Dana Goldstein writes:
“I’m trembling,” my mother says, when I tell her I’m working on an article about how younger and older American Jews are reacting differently to the Palestinians’ bid for statehood at the United Nations. I understand the frustrations of the Palestinians dealing with ongoing settlements construction and sympathize with their decision to approach the U.N., but my mom supports President Obama’s promise to wield the U.S. veto, sharing his view that a two-state solution can be achieved only through negotiations with Israel.
“This is so emotional,” she says as we cautiously discuss our difference of opinion. “It makes me feel absolutely terrible when you stridently voice criticisms of Israel.”
A lump of guilt and sadness rises in my throat. I’ve written harshly of Israel’s invasion of Lebanon in 2006 and its assault on Gaza in 2009, and on civil rights issues in Israel. But speaking my mind on these topics — a very Jewish thing to do — has never been easy. During my childhood in the New York suburbs, support for Israel was as fundamental a family tradition as voting Democratic or lighting the Shabbos candles on Friday night.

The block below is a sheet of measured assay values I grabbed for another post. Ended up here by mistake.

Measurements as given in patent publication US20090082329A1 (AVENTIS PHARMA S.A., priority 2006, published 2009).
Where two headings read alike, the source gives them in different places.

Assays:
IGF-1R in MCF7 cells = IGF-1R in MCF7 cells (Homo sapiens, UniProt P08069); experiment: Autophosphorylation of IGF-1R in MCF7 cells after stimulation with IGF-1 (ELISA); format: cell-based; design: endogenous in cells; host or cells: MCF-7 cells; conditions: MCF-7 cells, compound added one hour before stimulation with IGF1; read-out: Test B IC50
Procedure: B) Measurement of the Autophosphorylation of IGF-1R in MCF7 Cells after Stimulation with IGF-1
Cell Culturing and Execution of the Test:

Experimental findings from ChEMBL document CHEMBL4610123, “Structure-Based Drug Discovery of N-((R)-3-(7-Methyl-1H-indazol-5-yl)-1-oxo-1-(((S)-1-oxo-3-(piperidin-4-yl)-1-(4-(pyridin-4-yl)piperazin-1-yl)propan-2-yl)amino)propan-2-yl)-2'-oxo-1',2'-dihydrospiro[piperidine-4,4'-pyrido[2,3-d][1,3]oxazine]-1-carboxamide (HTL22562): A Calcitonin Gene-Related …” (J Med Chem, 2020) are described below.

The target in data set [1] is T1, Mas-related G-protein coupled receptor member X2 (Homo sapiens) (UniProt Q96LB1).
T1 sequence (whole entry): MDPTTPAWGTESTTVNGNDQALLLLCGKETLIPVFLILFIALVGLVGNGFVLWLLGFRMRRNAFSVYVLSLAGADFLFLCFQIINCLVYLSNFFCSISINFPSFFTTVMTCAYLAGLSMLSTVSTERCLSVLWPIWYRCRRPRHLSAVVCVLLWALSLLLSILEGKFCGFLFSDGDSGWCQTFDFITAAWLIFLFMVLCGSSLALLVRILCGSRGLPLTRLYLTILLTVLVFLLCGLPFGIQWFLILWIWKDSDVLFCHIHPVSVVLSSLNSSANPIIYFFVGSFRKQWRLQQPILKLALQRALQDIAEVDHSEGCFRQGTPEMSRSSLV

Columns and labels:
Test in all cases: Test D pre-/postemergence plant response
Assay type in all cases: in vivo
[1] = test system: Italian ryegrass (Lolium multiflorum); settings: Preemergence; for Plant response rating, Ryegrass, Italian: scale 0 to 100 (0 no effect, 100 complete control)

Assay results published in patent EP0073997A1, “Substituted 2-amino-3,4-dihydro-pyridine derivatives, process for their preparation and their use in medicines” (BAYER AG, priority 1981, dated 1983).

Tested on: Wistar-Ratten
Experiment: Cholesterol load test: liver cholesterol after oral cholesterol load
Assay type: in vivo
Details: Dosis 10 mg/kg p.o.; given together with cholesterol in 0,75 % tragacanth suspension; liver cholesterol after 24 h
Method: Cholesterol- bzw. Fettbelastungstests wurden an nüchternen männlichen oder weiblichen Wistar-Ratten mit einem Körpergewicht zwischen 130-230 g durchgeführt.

My mom has a masters degree in Jewish history and is the program director of a large synagogue. Her youthful Israel experiences, volunteering on a kibbutz and meeting descendants of great-grandmother’s siblings, were part of my own mythology. Raised within the Conservative movement, I learned at Hebrew school that Israel was the “land of milk and honey” where Holocaust survivors had irrigated the deserts and made flowers bloom.
What I didn’t hear much about was the lives of Palestinians. It was only after I went to college, met Muslim friends, and enrolled in a Middle Eastern history and politics course that I was challenged to reconcile my liberal, humanist worldview with the fact that the Jewish state of which I was so proud was occupying the land of 4.4 million stateless Palestinians, many of them refugees displaced by Israel’s creation.